Grandparents

If grandparents are fit and healthy they should be allowed to see their grandchildren, especially if they had seen them on a regular basis such as childminding, after all children are being allowed to travel between homes where parents do not live together and grandparents often see children more frequently

Why the contribution is important

Seeing grandchildren, even for a short time can only be good for mental health

by margarett on May 05, 2020 at 06:05PM

Current Rating

Average rating: 4.6
Based on: 49 votes

Comments

  • Posted by Scosha May 05, 2020 at 18:40

    Also not all grandparents are elderly or vulnerable
  • Posted by Interfaithscotland May 05, 2020 at 18:41

    As a grandparent of 7 I support this idea - however 6 of my grandchildren live in England - would cross border visits be allowed perhaps once a month and only to the household of the grandchildren. Many grandparents don't now live near their children or grandchildren but are used to seeing them regularly - this may difficult to accommodate but could be manageable with tight criteria in place.
  • Posted by TreeGarland May 05, 2020 at 18:55

    I absolutely think this is crucial. Families who rely on Grands support and help must be allowed to see each other. Not allowing contact is so bad for family life and continuity.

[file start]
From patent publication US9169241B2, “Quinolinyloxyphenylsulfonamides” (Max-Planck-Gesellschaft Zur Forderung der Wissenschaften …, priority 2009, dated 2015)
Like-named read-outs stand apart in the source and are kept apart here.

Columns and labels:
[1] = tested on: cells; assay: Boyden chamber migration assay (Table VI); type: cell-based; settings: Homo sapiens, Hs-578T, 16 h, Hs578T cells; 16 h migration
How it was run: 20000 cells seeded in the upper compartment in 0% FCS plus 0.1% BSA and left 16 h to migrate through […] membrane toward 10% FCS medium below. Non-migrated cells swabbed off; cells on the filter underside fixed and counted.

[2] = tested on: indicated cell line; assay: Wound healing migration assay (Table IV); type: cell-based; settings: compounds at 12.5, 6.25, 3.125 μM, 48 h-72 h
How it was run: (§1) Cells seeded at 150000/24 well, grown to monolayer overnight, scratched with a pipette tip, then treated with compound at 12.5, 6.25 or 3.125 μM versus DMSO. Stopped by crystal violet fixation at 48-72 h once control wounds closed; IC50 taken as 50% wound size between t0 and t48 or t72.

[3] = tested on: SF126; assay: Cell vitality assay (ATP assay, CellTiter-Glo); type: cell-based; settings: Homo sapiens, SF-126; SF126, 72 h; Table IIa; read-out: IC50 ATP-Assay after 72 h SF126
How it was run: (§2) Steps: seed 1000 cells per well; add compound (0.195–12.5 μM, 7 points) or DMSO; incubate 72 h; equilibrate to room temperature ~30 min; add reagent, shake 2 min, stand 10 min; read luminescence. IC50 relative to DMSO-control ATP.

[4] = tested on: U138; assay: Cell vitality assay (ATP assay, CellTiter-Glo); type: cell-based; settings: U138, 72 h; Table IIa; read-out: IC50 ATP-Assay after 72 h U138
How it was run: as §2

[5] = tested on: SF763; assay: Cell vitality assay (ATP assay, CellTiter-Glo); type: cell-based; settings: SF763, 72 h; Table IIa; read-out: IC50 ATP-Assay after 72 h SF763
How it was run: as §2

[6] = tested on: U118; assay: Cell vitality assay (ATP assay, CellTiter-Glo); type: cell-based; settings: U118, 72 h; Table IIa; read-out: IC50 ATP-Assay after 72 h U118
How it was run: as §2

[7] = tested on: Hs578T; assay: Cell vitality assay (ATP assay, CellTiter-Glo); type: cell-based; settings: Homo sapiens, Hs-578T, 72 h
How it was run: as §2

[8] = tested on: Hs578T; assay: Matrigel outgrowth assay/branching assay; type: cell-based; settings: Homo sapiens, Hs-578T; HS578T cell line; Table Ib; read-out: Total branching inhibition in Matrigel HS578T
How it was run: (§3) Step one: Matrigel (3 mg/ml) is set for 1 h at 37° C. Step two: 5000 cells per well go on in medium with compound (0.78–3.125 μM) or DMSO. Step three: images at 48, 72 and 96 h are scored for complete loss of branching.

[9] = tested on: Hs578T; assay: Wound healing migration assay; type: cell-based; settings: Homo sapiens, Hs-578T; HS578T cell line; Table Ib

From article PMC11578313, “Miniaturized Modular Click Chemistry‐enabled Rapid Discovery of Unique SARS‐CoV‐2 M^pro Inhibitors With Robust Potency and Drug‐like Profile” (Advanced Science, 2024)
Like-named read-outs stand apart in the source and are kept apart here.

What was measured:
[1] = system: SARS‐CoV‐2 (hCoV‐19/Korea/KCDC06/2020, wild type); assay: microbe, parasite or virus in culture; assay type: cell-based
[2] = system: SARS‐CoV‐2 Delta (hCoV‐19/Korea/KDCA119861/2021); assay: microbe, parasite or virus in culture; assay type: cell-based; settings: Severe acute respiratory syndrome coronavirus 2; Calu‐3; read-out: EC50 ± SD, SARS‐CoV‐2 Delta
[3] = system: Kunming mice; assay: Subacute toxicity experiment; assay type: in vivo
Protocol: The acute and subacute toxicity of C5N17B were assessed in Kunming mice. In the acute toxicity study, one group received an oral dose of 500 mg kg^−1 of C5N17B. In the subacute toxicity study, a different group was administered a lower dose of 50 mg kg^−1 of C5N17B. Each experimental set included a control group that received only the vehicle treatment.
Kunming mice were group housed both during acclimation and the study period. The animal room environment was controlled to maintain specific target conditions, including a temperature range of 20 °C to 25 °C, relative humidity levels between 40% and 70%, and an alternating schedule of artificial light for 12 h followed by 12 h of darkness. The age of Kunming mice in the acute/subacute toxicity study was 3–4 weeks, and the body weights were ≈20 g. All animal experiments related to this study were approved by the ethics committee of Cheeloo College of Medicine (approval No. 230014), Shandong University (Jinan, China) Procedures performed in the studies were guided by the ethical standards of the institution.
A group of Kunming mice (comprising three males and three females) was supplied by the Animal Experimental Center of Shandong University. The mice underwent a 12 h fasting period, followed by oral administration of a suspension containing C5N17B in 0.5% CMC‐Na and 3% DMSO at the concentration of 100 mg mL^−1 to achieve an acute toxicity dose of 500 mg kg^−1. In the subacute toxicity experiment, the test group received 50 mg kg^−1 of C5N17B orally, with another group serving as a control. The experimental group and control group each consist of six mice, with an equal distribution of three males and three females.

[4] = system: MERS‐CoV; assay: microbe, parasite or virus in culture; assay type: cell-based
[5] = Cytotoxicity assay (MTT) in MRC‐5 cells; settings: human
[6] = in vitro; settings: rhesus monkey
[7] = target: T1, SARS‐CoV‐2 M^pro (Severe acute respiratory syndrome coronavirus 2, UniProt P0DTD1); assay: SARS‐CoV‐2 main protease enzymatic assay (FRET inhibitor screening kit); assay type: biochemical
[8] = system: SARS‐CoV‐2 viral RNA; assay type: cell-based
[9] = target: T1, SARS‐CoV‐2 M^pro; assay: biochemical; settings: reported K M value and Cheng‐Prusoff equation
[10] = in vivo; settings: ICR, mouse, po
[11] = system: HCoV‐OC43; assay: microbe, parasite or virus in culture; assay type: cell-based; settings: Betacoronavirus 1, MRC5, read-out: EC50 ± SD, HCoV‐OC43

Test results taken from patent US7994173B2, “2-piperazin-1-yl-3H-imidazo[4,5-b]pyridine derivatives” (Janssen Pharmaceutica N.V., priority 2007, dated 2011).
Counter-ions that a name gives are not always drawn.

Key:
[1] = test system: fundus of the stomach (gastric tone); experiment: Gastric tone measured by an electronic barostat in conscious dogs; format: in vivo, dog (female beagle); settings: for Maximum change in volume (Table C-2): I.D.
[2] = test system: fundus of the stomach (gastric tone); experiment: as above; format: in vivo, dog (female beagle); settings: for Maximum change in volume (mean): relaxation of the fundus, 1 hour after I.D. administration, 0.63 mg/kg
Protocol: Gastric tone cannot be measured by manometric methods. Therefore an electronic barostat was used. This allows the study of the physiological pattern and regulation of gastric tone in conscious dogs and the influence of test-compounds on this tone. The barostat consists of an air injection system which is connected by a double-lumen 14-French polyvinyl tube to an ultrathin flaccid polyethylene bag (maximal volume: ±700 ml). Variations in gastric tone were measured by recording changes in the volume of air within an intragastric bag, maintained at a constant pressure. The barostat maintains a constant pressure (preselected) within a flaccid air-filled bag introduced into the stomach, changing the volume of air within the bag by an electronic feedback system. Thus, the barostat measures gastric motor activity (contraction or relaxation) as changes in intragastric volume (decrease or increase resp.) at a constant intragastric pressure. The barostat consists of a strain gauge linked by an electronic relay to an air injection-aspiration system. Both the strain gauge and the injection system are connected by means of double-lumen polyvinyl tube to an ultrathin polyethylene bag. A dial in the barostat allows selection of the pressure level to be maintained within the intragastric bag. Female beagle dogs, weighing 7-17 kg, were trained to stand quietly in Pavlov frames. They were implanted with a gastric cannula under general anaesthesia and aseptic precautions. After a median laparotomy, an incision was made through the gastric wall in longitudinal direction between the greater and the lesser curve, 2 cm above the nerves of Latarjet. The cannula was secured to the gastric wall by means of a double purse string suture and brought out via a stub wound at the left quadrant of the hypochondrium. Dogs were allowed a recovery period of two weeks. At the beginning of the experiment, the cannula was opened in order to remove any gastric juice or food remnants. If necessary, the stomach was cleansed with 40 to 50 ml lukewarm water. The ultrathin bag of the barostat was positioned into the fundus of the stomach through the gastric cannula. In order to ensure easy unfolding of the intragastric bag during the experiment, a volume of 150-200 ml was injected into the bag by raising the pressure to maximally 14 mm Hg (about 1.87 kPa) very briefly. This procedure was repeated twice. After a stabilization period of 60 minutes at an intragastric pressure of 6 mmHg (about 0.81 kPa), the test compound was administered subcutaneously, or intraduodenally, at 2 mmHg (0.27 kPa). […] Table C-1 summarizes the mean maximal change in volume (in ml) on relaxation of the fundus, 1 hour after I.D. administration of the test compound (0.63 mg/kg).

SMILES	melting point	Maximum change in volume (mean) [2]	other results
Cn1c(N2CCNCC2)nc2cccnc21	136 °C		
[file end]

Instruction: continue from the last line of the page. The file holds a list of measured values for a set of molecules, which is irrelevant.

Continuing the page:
• Posted by Maryannelawson May 05, 2020 at 18:56

    I would also love to see my grandchildren but their parents don’t want to expose me to any risk. If nobody in the household is going out to work and observing social distancing then surely it must be safe to see the children, especially outdoors?
  • Posted by Jacksmh May 05, 2020 at 18:59

    If grandparents provide a key support to working parents how can the latter return to work if that help cannot be allowed especially if schools/nurseries will only take children back on a phased basis . Surely it would make sense for flexibility within a close family group ( own children/grandchildren) if none of the group were being shielded .